Griffin, responding to Hoegner’s statement, said neither he nor Shams “have any personal or financial connections to the lawsuit” that the Tether general counsel mentioned.

“If there is sufficient data that Bitfinex has that can prove their claims they should release such data to the public to analyze,” Griffin said in a statement.

Both Bitfinex and Tether received subpoenas in 2017 from the U.S. Commodity Futures Trading Commission, Bloomberg reported at the time. The Justice Department has since opened a criminal investigation into whether Tether was being used to manipulate Bitcoin. Neither the CFTC nor federal U.S. prosecutors have accused Bitfinex or Tether of any wrongdoing.

$850 Million
In her lawsuit, New York Attorney General Letitia James said Tether and Bitfinex executives participated in a cover-up after about $850 million in client and corporate funds allegedly went missing. Bitfinex has said that James’ suit is riddled with erroneous assertions.

At the heart of James’ claims is Crypto Capital Corp., a Panamanian payment processing firm that Bitfinex used to allow some customers to deposit money on the exchange.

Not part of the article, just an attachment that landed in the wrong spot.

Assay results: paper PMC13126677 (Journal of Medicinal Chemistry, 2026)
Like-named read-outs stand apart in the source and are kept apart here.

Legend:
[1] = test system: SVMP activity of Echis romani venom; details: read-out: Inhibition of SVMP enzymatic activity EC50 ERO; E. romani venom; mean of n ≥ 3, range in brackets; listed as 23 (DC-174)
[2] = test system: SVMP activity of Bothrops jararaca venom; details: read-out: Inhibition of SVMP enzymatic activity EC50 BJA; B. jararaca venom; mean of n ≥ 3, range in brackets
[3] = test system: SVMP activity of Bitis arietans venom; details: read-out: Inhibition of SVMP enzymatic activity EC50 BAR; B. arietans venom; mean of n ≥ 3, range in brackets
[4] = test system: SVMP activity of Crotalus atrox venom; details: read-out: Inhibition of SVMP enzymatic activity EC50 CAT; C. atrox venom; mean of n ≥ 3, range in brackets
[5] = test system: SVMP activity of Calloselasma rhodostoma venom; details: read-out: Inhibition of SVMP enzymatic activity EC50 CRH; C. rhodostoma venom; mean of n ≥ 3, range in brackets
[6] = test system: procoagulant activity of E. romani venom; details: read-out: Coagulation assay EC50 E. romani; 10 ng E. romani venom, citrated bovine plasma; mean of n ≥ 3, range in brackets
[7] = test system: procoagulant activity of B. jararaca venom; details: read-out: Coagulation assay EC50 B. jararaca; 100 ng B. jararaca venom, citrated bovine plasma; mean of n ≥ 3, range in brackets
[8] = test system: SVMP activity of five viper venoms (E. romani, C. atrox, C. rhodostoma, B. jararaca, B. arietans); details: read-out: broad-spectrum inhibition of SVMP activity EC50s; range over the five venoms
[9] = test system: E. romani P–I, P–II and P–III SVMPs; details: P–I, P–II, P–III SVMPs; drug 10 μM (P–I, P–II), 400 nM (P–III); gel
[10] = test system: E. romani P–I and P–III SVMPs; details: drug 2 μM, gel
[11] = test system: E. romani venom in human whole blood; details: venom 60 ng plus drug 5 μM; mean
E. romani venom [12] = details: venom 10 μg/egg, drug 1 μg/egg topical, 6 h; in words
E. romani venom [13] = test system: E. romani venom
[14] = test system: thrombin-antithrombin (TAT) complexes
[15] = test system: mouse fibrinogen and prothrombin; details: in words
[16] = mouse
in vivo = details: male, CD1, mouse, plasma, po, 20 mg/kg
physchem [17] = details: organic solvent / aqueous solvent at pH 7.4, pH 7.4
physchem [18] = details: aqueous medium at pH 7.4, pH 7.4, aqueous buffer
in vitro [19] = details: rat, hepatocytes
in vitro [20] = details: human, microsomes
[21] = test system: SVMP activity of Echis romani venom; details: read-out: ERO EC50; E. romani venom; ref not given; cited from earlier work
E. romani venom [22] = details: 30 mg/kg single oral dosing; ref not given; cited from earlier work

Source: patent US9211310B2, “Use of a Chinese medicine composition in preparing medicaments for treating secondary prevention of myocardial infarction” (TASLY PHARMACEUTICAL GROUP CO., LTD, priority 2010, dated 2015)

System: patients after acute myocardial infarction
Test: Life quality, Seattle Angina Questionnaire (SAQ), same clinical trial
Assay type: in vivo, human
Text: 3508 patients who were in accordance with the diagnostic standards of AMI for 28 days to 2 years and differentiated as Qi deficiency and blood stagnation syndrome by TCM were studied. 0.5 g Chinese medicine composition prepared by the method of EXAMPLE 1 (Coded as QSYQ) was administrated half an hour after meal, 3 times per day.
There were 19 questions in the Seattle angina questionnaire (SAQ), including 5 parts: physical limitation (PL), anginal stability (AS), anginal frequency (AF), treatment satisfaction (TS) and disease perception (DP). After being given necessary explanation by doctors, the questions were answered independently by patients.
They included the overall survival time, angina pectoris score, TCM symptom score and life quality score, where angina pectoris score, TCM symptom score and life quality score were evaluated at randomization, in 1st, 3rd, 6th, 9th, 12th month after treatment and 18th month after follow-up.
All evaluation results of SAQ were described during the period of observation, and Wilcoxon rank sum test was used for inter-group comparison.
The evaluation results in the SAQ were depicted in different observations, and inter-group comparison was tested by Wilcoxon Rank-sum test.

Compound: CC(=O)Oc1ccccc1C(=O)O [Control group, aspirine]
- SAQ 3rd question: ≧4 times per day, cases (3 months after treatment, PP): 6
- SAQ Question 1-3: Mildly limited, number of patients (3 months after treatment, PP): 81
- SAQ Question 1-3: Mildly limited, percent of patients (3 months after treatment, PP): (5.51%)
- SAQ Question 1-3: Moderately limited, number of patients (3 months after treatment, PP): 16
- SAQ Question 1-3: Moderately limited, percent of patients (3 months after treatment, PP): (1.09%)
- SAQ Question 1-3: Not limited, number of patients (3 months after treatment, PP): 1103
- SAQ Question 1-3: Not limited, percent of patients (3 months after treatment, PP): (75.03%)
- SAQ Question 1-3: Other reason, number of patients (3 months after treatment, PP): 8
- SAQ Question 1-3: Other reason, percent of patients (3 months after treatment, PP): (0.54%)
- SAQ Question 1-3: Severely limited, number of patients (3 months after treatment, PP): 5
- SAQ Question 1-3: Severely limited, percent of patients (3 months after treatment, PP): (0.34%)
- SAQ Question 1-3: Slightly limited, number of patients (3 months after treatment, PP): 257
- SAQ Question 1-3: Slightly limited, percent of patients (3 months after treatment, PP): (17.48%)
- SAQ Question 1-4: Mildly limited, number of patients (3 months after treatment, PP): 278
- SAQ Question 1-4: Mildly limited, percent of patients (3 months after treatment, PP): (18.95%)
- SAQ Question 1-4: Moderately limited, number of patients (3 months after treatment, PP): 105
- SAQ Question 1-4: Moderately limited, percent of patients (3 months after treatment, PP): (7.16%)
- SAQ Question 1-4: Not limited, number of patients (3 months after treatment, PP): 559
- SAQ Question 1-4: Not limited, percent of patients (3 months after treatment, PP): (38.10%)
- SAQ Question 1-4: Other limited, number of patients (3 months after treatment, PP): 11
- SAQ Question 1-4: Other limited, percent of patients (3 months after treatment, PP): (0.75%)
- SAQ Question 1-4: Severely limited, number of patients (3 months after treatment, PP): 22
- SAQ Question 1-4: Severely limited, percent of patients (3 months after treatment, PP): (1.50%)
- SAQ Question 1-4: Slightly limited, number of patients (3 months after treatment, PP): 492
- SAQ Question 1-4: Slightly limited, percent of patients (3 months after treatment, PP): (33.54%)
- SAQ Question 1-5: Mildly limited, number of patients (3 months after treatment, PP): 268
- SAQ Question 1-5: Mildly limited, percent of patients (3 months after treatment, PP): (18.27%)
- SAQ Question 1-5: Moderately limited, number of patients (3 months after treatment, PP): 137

In late October, a Crypto Capital official was arrested as part of a Polish probe for allegedly laundering the proceeds of drug sales for an international crime group. The suspect, in according with Polish rules preventing the release of full names, was identified as Ivan M.L. by the county’s National Prosecutor’s Office. Polish media, including Radio RMF, said the suspect is Ivan Manuel Molina Lee, Crypto Capital’s president. Poland deported him to Greece.

Following the arrest, Tether’s Hoegner said in a statement to Bloomberg that “Bitfinex is the victim of a fraud and is and is making its position clear to the relevant authorities, including those in Poland and the United States.”

This article was provided by Bloomberg News.

First « 1 2 » Next